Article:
How Overcoming Cultural Perceptions Can Help Men with BPD Seek Treatment

Although Borderline Personality Disorder has traditionally been viewed as a predominantly female disorder, recent research suggests that it is just as prevalent in men. Through an understanding of cultural prejudice towards men, we can change our perceptions and ensure that this prejudice is shattered, allowing males living with this disorder to get the treatment they need without shame.

 

borderline personality disorder also affects men

There were times when I would see my wife so much as look at another man and become filled with rage. I accused her of flirting with other men on a regular basis, and when she would dress up nice before our dinners it would set me off—I took it as a sign that she was trying to gain the attraction of others instead of me. I knew I was being insecure and irrational, but I never sought help because I didn’t want to admit to these feelings. I was ashamed of them, and this only added to my insecurity.

Insecurity often manifests in people with Borderline Personality Disorder (BPD), and it’s easy to see the turbulence that it can cause in relationships—particularly when it goes unacknowledged or untreated. There are many men who live with BPD, yet they live in silence, never getting the help they need, because they are ashamed to admit that they need help, or they don’t realize that they have a problem in the first place.

The main factor that prevents men from getting treatment for BPD is how we perceive it. For years, research presented the idea that Borderline Personality Disorder (BPD) is more prevalent among women—even the Diagnostic and Statistical Manual of Mental Disorders (DSM) has supported this notion. Yet more recent research suggests that BPD is just as prevalent in men as women, and this is paving the way for a shift in the mental health community toward backing this new perspective.

If you’re a male with BPD, you have nothing to be ashamed of. Even if you do feel shame, that’s a completely normal reaction, given how our cultural perceptions have influenced the diagnosis of BPD—that of the “insecure and emotionally unstable woman,” pushing it to be seen as a distinctly female problem. This is why you feel shame, why you have trouble admitting that you have a problem—because society has told you that it’s women that usually struggle with BPD. But you don’t need to feel this way, and by understanding how our culture has affected the way that you feel, you can overcome these feelings and seek treatment.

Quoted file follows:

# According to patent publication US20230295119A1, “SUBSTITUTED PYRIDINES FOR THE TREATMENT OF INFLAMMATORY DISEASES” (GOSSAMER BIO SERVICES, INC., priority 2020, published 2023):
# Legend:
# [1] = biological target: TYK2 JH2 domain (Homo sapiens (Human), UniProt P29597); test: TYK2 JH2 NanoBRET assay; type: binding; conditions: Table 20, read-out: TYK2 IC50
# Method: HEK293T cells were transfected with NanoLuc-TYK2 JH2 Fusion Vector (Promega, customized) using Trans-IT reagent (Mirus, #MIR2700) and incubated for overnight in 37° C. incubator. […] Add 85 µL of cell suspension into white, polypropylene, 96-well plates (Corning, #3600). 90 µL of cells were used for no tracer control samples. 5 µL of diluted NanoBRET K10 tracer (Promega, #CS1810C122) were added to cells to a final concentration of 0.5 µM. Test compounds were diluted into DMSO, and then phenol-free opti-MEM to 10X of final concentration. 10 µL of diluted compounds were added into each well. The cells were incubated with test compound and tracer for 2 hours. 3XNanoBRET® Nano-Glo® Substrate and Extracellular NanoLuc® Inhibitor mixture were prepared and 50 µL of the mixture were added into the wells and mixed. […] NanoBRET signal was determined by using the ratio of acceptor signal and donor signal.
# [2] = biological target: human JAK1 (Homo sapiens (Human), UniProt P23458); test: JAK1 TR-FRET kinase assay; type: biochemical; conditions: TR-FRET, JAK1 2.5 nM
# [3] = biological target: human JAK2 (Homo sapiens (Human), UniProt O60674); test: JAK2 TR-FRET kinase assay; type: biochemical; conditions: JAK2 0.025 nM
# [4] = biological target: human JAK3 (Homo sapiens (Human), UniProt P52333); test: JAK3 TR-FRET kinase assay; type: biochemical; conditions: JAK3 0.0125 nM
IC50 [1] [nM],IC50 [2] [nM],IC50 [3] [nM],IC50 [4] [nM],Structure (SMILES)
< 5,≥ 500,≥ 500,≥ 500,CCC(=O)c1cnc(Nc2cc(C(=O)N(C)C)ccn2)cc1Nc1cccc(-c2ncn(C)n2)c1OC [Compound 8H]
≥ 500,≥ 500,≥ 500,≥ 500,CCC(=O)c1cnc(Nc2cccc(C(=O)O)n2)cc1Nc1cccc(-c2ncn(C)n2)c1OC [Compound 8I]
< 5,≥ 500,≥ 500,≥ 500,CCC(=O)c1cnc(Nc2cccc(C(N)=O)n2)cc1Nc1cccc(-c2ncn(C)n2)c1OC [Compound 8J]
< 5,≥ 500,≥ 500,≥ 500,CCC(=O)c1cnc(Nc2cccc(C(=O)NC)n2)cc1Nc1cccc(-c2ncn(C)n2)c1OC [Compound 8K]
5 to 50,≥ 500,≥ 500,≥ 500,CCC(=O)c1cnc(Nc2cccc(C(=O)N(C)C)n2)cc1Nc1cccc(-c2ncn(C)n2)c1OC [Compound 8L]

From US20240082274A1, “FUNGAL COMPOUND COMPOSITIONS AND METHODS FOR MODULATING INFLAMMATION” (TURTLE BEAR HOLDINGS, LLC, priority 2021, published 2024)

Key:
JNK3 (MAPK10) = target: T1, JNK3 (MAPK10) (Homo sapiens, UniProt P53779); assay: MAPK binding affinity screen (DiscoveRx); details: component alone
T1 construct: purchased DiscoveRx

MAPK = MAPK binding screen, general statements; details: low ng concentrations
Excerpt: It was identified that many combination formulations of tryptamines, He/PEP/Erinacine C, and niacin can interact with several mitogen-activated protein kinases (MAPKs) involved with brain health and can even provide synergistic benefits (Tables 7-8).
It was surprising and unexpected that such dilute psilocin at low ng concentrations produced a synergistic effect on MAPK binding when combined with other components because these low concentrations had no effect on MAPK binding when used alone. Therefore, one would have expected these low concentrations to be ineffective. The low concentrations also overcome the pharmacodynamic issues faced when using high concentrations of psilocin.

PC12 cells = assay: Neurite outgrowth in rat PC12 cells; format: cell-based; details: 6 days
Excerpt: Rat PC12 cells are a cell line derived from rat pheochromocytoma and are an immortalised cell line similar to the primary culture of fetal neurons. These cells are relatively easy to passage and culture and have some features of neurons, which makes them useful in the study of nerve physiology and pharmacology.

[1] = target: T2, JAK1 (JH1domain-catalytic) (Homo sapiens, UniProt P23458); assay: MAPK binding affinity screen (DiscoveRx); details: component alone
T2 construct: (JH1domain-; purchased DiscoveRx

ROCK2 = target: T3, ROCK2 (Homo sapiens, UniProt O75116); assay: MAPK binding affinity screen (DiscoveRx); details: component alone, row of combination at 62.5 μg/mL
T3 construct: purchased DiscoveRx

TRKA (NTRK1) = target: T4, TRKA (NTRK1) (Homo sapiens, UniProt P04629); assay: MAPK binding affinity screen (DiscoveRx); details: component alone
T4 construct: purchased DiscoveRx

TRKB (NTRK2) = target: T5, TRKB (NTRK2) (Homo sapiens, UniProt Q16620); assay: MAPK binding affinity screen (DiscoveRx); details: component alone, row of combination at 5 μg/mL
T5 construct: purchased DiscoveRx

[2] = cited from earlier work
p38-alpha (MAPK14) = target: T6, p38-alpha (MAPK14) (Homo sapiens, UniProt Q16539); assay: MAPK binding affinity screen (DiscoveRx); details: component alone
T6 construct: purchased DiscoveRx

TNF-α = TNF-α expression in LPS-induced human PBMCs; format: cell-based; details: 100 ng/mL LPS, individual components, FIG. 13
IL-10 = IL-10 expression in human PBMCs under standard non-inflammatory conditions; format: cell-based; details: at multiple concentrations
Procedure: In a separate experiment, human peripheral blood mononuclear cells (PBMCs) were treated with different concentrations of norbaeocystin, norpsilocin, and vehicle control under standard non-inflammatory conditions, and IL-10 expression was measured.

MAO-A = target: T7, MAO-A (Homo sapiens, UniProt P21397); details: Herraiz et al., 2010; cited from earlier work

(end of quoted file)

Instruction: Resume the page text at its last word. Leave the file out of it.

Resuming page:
How Cultural Prejudice Shapes Expectations of Men

There’s a persistent, underlying cultural prejudice towards men that paints them as stoic and calm in the face of any sort of emotional event, which can make you feel the need to hold in your emotions and insecurities. One study found that men are expected to react with happiness to negative events, and they also expect themselves to act this way. Indeed, men who are more open with their emotions in our society are typically made to feel shame and guilt, and this finding highlights how this cultural expectation affects how you react to your emotions and insecurities.

On the flip side, women are expected to react with sadness to negative emotional events more than men, and they expect themselves to cry and withdraw more from such events. It’s no surprise then that even in the field of psychology, BPD has long been tagged as more of a female problem, given that the symptoms align more with cultural expectations of female emotional expression.